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Russian, Eastern European and international cuisine brought to you by a mother and a daughter

The Nostalgic Way To Eat Cabbage

Cabbage with Egg and Breadcrumbs
Cabbage with egg, sprinkled with toasted breadcrumbs, is one of my childhood foods. Mom used to make it quite often, as it’s very quick to prepare and makes an interesting alternative to fresh salad. These days I have started making cabbage with egg again for Ivanka - and for us too. Ivanka eats in micro portions (where does all this energy come from?!), so now as she’s 10 months old and can eat a lot of things, it hardly makes sense to cook for her separately (you can always add more salt later). Cabbage is not something I’d like to have more often than once a week, but in summer, when it’s firm and green, there’s no reason to ignore it.
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Green Bean Avocado Arugula Salad

Green Bean Avocado Arugula Salad

I lied to you.

I am not making anything Eastern European this time. I have an excuse: to make something Eastern European, we always join with my Mom. She’s been planning to come over today, but it’s -18C/-0.4F outside and we had to cancel our cooking session. I could not believe it was so cold outside until I read about it in all news. Central heating is set to its fullest and we have blooming flowers all over the apartment, which sometimes makes Stano start to rummage in the wardrobe in search of  his spring jacket because he thinks it’s warm outside :)

So, I’d like to post my recipe for a salad I made yesterday for my friends. I wanted something filling (that’s why I chose green beans and avocado) yet refreshing (the crisp and watery Chinese pear) and very green (arugula, my favourite salad plant!) and flavourful (black olives and blue cheese). Stano said he could not stay in the same room with blue cheese and ostentatiously lit an aromatic candle in the living room. What’s so wrong with blue cheese?! I love it in salad dressings. And I loved the Chinese pear. Of course I drizzled both the avocado and the pear with lemon juice, but anyway the pear kept very well without darkening at all. I also cut the avocado in larger slices, so it was my first avocado salad that didn’t come out mushy. Some of the ingredients can be made ahead: I cooked the beans the day before and sliced olives and crumbled cheese in the morning, so half an hour before the guests arrived, all I had to do was to slice the pear and avocados and assemble the salad.

P.S. Happy Valentine’s! My Valentine’s gift for Stano will be that I won’t take the remaining blue cheese out of the fridge today :)

Green Bean Avocado Arugula Salad

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A Few More Words On Borsch

Vegetarian Russian Borsch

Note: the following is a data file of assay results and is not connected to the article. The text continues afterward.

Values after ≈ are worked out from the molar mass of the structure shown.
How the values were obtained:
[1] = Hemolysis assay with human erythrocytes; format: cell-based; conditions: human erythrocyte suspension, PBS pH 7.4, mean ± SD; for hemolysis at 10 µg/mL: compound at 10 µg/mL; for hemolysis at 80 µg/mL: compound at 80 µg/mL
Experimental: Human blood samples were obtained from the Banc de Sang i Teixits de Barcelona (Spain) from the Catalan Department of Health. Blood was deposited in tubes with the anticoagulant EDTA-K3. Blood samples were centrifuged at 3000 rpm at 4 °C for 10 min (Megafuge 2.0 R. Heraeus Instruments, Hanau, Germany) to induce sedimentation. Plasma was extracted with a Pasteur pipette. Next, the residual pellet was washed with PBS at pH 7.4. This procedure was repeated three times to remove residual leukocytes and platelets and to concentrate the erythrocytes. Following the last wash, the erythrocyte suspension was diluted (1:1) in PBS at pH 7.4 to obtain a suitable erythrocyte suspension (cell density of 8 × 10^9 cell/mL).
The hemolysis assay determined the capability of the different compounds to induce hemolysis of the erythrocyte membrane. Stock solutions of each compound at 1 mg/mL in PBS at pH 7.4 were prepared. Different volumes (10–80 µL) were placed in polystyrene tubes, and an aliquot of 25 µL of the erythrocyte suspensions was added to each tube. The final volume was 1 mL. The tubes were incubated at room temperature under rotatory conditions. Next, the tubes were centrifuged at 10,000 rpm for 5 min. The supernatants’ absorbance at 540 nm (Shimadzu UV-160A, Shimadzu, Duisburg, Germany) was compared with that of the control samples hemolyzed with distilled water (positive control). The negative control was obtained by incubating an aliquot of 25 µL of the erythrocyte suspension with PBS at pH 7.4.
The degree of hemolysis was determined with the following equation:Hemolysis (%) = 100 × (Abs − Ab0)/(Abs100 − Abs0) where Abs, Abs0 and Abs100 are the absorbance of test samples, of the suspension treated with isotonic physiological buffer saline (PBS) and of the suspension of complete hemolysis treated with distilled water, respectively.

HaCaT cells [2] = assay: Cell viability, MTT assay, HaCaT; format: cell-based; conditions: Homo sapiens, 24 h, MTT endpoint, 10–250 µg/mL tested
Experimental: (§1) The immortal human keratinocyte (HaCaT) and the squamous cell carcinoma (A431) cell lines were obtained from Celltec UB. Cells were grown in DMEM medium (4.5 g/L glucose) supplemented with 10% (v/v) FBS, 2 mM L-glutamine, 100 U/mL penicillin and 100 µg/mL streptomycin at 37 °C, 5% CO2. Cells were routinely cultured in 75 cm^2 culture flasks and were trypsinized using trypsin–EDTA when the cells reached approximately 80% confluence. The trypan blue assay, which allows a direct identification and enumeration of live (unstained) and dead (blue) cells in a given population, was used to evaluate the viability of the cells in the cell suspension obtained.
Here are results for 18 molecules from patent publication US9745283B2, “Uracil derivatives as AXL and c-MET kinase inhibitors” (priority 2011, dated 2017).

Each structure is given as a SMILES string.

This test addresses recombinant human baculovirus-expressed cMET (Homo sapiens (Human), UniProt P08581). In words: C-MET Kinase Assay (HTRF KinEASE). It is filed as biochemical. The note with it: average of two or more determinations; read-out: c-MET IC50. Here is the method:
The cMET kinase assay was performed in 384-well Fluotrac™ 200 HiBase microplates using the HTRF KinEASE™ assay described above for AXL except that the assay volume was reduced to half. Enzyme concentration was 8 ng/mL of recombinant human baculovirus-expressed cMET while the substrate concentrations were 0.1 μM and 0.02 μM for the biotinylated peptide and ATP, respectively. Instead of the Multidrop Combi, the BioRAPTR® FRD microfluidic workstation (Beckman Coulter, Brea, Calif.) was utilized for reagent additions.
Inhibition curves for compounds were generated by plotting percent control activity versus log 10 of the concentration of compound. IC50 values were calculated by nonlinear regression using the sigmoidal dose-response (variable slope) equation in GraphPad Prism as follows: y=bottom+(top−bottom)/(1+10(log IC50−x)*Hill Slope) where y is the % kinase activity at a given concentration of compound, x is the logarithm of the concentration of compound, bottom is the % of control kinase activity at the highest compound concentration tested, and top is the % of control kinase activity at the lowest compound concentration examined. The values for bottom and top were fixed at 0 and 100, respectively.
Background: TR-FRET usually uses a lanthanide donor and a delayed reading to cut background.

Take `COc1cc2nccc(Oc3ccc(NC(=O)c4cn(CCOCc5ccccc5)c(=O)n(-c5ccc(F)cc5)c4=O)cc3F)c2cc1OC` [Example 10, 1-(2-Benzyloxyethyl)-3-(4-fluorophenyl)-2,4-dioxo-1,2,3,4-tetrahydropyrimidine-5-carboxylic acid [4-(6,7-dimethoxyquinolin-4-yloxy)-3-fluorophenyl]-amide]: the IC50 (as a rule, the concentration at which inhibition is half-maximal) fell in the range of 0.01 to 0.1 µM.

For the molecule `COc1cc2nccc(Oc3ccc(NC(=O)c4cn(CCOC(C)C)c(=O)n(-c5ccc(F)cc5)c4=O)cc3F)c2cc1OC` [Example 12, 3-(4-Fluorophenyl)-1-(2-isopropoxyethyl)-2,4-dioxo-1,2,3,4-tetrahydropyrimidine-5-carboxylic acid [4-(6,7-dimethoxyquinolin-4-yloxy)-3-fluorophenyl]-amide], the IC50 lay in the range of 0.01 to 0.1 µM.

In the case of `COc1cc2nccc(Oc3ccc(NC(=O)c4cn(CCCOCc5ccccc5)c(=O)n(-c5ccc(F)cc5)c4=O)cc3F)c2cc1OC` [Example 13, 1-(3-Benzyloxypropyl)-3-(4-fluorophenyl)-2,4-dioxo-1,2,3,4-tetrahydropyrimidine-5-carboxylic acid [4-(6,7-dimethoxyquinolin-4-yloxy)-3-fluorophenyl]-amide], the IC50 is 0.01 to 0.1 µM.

I already wrote about  Borsch, but we had very few readers at that time, so I thought it would be nice to highlight this awesome soup once again. It’s one of the pillars of Russian/Ukrainian cuisine, so you can never have too much Borsch! Made with juicy and colourful sauteed vegetables, complemented with freshly squeezed garlic and fresh chilli, and tinted with tomato paste, Borsch is such a universal kind of soup - I don’t associate it with a certain time of the year, for example. It’s equally good in summertime, when all you need for dinner is fresh vegetables, and in winter, when a bowl of comfortingly warm soup can bring you out of hibernation. This time vegetarian Borsch served as a detox meal to me - remember I was going to eat healthier after all the cakes I had been baking? I also made a polenta, and of course I’m still the terror of chickens as I’m still going on with my increased protein consumption.

Do you think I have deserved the right to bake a batch of pumpkin muffins tonight?.. :)

 

Borsch: Click here for our recipe with step-by-step photos (check out the secret ingredient of Borsch and the trick to intensify the colour of beets!)

In the pictures: serve Borsch with a spoonful of sour cream and a slice of rye bread with hot Russian mustard!

Vegetarian Russian Borsch

Courgette and Chanterelle Mini Tarts

Courgette and Chanterelle Mini Tarts

Seems like I’m moving to an apartment with an induction stove and an electric oven – that’s something new for me as I’ve always cooked with gas. Maybe that’s old-fashioned, but it’s visually clear to me, and I like that you can adjust the temperature instantly. Another big pro is that gas is considerably cheaper than electricity in my country. Maybe it’s also the bad experience from our last year’s trip to Croatia that puts me off induction stoves. We were staying in a small cottage house by the sea and the cooker in our mini-kitchen was probably the cheapest you could find. You’d have to wait for 40 minutes to bring water to a boil. Oh I still remember the evening that I tried to fry eggplants. The first three or four batches looked more like steamed eggplants - pale and spongy. Then suddenly I got a pan of overcooked eggplant chips. Then I switched off the heat, the eggplants went into trash, and we had sandwiches for dinner.